Ra’s and Talia had been around for a little while before the famous first duel between Batman and Ra’s took place.
Batman fakes Bruce Wayne’s death and takes on the identity of Matches Malone for the first time (Malone is introduced and is killed in these issues, leaving the identity available for Batman to use). He teams up with a scientist who had worked with Ra’s (not of his own volition) and they race to stop Ra’s and Talia from unleashing a deadly plague. Through the story, Batman gets aid from some unlikely sources, like a famous skier!!
Ultimately, Batman tracks them down only to discover Ra’s dead. He takes Talia into custody but is then confronted by Ra’s – this is the first time we see the use of the Lazarus Pit. Batman is quickly subdued and Ra’s and his daughter take off.
This is probably the first “wow, Batman is tough” scene, as Batman manages to catch up with them and confront them again in the desert. Ra’s is suitably impressed.
We then see one of the most amazing four-page sequences in superhero comic book history…
Absolutely stunning work by Adams. This absolutely DEFINED Batman comics of this era. Heck, this pretty much defined Batman for the entirety of the 1970s!
98. “The Korvac Saga” by Jim Shooter, Roger Stern, David Michelinie, George Pérez, Sal Buscema, David Wenzel and Pablo Marcos (Avengers #167-169, 170-171, 173-177) – 103 points
Michael Korvac was born in the future but eventually, after becoming powerful through various events, traveled to the present and discovers the base of Galactus. While there, Korvac gains great cosmic power, and recreates himself as a man named…Michael. The Guardians travel back through time to capture Korvac. In the meantime, the Collector (brother to the Grandmaster) realizes that Korvac is a threat, so the Collector transforms his daughter, Carina, into a being powerful enough to combat Korvac. However, his daughter instead falls in love with Korvac/Michael, and the two go to Earth and begin living a quiet live in Queens, New York.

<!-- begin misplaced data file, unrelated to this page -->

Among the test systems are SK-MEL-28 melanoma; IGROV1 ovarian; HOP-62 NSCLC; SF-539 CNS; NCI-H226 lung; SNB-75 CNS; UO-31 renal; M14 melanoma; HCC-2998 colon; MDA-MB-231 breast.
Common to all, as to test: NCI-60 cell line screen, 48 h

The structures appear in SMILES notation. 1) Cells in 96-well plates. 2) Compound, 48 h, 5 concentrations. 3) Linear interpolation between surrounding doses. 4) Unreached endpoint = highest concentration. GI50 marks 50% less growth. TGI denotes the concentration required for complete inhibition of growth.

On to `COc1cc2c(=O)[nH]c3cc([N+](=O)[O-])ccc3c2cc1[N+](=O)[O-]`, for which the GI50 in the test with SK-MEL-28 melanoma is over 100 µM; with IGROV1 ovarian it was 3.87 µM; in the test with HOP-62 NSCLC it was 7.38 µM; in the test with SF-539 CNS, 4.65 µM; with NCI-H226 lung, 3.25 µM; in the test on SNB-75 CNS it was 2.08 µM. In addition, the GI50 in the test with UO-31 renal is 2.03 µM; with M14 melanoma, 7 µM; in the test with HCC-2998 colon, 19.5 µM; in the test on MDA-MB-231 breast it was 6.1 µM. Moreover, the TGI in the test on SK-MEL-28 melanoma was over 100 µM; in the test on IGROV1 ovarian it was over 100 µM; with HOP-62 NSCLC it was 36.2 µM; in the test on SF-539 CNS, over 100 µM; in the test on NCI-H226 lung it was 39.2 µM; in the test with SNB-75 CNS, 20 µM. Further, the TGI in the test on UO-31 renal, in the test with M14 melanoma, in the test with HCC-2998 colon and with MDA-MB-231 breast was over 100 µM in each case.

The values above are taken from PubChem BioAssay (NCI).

The Collector then tries to capture the Avengers (and the Guardians) in an attempt to protect them from Korvac, but when Korvac finds out about his plot, he kills the Collector.
Jim Shooter plays the whole thing like a slow burn, as the Avengers deal with the fact that they’re dealing with someone who might be able to wipe them from existence as easily as he would flick a bug off of his shoulder (at this point they do not even know of Korvac’s change into the normal-looking Michael).
So the Avengers eventually travel to Queens where they discover Michael and Carina living quietly. They investigate their home as they are looking for something there to tie into the powerful being who killed the Collector. Shooter plays with the notion of whether the Avengers are, in effect, provoking a fight with Korvac…
The next issue is a tremendous battle that does not end as well as you might expect for a battle of Earth’s Mightiest Heroes against one guy.
Jim Shooter (working with first Roger Stern and then David Michelinie) uses the whole universe at his hands here to create a sprawling epic with tons of guest stars.
The artwork for the storyline was done mostly by David Wenzel, filling in for George Perez.
Go to the next page for #97-94…